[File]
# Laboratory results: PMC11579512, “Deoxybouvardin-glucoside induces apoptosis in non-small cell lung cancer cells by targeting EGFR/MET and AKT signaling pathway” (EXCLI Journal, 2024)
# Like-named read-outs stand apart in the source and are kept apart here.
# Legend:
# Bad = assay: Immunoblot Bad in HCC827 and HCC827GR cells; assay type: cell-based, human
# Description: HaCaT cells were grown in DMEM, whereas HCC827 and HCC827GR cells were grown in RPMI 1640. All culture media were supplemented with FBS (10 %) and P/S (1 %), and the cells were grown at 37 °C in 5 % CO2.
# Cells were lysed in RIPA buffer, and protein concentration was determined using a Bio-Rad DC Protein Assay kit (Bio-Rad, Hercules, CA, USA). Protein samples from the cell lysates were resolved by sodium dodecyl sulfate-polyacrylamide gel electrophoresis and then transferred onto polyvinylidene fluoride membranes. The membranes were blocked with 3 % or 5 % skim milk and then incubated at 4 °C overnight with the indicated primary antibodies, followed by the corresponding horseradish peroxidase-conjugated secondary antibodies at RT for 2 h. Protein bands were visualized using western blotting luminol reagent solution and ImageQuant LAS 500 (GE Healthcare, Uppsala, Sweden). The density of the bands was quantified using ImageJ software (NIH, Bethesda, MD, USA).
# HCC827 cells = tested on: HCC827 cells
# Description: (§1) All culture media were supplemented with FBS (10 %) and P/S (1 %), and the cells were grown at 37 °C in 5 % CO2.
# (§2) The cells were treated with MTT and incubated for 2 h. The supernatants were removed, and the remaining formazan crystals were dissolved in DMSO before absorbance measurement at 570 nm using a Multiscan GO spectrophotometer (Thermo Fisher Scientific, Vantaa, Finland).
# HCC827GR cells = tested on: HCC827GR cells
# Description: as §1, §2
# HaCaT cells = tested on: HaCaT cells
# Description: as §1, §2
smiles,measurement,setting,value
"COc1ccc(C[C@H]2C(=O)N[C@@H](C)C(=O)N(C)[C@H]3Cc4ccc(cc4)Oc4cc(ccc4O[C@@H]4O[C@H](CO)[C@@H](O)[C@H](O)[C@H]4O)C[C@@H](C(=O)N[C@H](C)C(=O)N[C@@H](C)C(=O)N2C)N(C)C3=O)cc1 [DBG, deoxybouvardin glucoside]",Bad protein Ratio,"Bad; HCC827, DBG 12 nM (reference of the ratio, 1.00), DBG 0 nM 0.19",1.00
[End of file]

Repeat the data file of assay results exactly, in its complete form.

# Laboratory results: PMC11579512, “Deoxybouvardin-glucoside induces apoptosis in non-small cell lung cancer cells by targeting EGFR/MET and AKT signaling pathway” (EXCLI Journal, 2024)
# Like-named read-outs stand apart in the source and are kept apart here.
# Legend:
# Bad = assay: Immunoblot Bad in HCC827 and HCC827GR cells; assay type: cell-based, human
# Description: HaCaT cells were grown in DMEM, whereas HCC827 and HCC827GR cells were grown in RPMI 1640. All culture media were supplemented with FBS (10 %) and P/S (1 %), and the cells were grown at 37 °C in 5 % CO2.
# Cells were lysed in RIPA buffer, and protein concentration was determined using a Bio-Rad DC Protein Assay kit (Bio-Rad, Hercules, CA, USA). Protein samples from the cell lysates were resolved by sodium dodecyl sulfate-polyacrylamide gel electrophoresis and then transferred onto polyvinylidene fluoride membranes. The membranes were blocked with 3 % or 5 % skim milk and then incubated at 4 °C overnight with the indicated primary antibodies, followed by the corresponding horseradish peroxidase-conjugated secondary antibodies at RT for 2 h. Protein bands were visualized using western blotting luminol reagent solution and ImageQuant LAS 500 (GE Healthcare, Uppsala, Sweden). The density of the bands was quantified using ImageJ software (NIH, Bethesda, MD, USA).
# HCC827 cells = tested on: HCC827 cells
# Description: (§1) All culture media were supplemented with FBS (10 %) and P/S (1 %), and the cells were grown at 37 °C in 5 % CO2.
# (§2) The cells were treated with MTT and incubated for 2 h. The supernatants were removed, and the remaining formazan crystals were dissolved in DMSO before absorbance measurement at 570 nm using a Multiscan GO spectrophotometer (Thermo Fisher Scientific, Vantaa, Finland).
# HCC827GR cells = tested on: HCC827GR cells
# Description: as §1, §2
# HaCaT cells = tested on: HaCaT cells
# Description: as §1, §2
smiles,measurement,setting,value
"COc1ccc(C[C@H]2C(=O)N[C@@H](C)C(=O)N(C)[C@H]3Cc4ccc(cc4)Oc4cc(ccc4O[C@@H]4O[C@H](CO)[C@@H](O)[C@H](O)[C@H]4O)C[C@@H](C(=O)N[C@H](C)C(=O)N[C@@H](C)C(=O)N2C)N(C)C3=O)cc1 [DBG, deoxybouvardin glucoside]",Bad protein Ratio,"Bad; HCC827, DBG 12 nM (reference of the ratio, 1.00), DBG 0 nM 0.19",1.00